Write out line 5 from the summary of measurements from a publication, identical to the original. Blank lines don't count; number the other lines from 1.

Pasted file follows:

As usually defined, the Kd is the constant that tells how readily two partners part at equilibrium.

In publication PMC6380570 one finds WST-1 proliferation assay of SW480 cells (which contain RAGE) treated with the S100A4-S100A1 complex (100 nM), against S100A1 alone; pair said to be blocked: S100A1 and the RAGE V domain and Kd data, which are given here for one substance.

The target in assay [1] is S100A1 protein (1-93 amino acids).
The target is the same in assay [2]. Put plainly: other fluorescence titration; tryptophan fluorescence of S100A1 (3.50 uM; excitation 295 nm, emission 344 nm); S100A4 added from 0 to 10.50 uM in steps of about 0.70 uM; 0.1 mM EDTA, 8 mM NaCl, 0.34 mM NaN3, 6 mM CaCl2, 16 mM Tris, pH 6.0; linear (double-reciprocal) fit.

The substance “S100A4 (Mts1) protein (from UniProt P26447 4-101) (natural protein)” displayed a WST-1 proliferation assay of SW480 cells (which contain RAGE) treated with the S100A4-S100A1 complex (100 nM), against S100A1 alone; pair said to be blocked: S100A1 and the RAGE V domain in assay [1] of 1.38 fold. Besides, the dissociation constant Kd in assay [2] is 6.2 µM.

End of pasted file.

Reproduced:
The substance “S100A4 (Mts1) protein (from UniProt P26447 4-101) (natural protein)” displayed a WST-1 proliferation assay of SW480 cells (which contain RAGE) treated with the S100A4-S100A1 complex (100 nM), against S100A1 alone; pair said to be blocked: S100A1 and the RAGE V domain in assay [1] of 1.38 fold. Besides, the dissociation constant Kd in assay [2] is 6.2 µM.